"Believability and Complexity"

It’s a fundamental of performance process that a character’s believability relates significantly to the character’s levels of complexity. Some characters are very complex, others are not so complex but they are never without complexity. Sometimes actors quest a truthful complexity through trusting random impulses that emerge from their own individual complexity. This can create great complexity in the character but it will often create great confusion, too. This confusion arises because the character’s actions and choices aren’t bound together by unifying purpose. In life our choices are bound together by our individual life experience and psychological desires. The same should be the case for the characters we play.

Creating a Complex Character
Psychological desire or ‘need’ is the fundamental ingredient that brings a manageable complexity to the characters we create. The Rehearsal Room has a simple way of going about this. The basic principle is this – “choose a ‘need’ from The Rehearsal Room list of verbs which is separate from (different to) the text. It is this simple choice that brings a unified complexity to the character’s actions.

A Challenging Recording Session
Last week while recording character voices for a video game we often found that it was a challenging task to keep the characters real. The element that created this difficulty was the fairly predictable dialogue that had been written in haste by a game designer with little experience as a scriptwriter. When confronted by the difficult task of delivering a lengthy speech for a mortally wounded commander, actor PETER DAVENPORT made an amazingly simple choice.

Rather than summoning up great quantities of painful experiences and squeezing as much power as he could into feelings of anguish, Peter returned to Rehearsal Room basics. He spent a moment mentally sifting through The Rehearsal Room list of verbs and then selected “to be loved” as his character’s primary psychological ‘need’(intention). Despite the fact that he was playing a man dying in a military world, entirely surrounded by confused and frightened men PETER chose that simple and powerful ‘need’ as his character’s subtext. Having done so, he walked into the booth and nailed the speech in one very impressive take.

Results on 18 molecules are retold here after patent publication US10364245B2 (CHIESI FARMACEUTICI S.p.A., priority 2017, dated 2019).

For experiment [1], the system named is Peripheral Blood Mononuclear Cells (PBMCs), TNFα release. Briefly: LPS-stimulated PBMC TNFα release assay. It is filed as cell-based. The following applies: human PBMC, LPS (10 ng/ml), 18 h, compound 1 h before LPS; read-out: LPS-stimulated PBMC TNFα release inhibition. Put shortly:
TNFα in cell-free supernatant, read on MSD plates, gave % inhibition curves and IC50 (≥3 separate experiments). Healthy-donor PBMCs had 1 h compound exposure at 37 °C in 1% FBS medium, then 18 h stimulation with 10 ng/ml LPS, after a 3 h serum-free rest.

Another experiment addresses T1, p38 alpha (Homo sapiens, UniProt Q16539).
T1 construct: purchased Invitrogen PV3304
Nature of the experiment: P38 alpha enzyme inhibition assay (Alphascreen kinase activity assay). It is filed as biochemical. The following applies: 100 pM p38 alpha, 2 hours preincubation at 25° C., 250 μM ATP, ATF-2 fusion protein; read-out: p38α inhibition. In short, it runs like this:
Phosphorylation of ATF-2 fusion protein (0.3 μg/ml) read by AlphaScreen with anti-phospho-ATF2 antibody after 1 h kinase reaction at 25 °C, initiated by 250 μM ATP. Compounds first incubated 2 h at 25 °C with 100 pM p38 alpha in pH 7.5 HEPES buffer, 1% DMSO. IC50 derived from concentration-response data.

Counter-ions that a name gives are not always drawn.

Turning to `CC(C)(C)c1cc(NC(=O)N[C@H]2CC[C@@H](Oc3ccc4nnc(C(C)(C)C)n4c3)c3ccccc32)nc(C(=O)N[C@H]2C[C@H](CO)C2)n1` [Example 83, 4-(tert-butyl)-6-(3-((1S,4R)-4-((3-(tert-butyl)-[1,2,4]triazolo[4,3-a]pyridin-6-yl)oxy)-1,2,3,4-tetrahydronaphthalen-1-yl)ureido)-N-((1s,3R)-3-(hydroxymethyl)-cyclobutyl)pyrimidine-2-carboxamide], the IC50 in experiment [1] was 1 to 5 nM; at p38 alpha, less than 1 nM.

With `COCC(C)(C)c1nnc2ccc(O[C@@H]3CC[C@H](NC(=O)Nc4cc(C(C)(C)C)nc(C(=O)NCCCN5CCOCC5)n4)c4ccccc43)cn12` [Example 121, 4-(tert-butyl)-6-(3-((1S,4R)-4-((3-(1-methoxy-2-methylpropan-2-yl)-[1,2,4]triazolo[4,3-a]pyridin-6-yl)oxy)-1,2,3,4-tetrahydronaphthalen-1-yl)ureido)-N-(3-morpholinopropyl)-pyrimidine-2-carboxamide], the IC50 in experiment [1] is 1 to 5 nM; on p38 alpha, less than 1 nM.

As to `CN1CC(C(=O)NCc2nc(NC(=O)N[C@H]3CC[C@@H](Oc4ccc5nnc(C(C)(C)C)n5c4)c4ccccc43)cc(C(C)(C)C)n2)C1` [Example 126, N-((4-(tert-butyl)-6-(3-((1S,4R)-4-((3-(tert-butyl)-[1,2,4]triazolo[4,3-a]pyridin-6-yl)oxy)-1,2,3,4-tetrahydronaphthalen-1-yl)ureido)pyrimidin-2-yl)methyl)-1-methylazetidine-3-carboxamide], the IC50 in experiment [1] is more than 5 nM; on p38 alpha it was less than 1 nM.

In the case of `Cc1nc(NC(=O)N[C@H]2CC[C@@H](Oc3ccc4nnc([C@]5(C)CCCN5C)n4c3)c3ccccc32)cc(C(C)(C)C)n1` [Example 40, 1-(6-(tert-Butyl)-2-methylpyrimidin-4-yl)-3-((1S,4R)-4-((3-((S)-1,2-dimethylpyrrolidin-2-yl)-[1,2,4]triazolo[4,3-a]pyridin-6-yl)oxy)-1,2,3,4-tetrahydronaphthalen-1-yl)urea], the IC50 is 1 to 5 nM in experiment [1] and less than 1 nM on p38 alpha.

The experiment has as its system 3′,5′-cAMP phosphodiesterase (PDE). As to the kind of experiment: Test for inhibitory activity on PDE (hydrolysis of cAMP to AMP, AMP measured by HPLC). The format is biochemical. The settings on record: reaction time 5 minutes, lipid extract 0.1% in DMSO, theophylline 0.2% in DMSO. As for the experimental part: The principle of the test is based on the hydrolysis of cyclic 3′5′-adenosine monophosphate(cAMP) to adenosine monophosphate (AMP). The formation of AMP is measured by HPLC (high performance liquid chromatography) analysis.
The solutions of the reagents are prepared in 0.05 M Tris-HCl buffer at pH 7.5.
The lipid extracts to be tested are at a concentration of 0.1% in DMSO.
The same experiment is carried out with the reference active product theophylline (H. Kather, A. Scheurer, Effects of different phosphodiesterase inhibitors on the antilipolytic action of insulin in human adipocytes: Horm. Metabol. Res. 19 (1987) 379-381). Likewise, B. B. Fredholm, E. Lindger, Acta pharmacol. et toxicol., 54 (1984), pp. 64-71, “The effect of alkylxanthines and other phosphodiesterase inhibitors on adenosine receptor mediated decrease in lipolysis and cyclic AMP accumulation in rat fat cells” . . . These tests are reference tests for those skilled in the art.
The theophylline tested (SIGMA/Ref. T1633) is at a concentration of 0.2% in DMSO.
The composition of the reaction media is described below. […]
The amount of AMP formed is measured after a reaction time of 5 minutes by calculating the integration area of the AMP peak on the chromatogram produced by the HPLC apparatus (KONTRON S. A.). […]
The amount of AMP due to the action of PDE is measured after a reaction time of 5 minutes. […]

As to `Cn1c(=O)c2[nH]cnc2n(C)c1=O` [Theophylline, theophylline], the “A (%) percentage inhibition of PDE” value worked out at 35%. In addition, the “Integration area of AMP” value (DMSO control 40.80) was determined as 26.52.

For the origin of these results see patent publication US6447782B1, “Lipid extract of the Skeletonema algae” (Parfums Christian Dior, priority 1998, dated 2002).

Keeping It Simple
It is always amazing how often acting doesn’t need to be made more difficult than that. Of course there can be much more complex paths to achieving such goals and occasionally these paths may be more affective than the way PETER chose. However it is not often that the rewards will be significantly better. If acting choices have to be made quickly, and often they do under screen performance schedules, there is no more productive way than the one PETER chose.

The Same But Different
Later in the day another actor had a similar task. Here again was a dying man’s monologue. The writing was functional at best. Take one was pretty mundane. The actor, bemoaning the difficulty of this challenge, asked for help. Based on PETER’S elegantly simple choice earlier in the day the director suggested that this time the character’s psychological subtext be “to please”. As with PETER it was a choice well removed from the content and the immediate context of the story. The actor returned to the booth and the next take was a ‘knockout’.

These actors successfully turned very basic dialogue into very effective performance by bringing a believable complexity to their characters. The complexity was unified by a fundamental psychological ‘need’ that was then trusted and monitored second by second by the actor’s own impulses and active listening.

Being believably complex is what makes a character real.

Copyright © The Rehearsal Room 2006. All rights Reserved.



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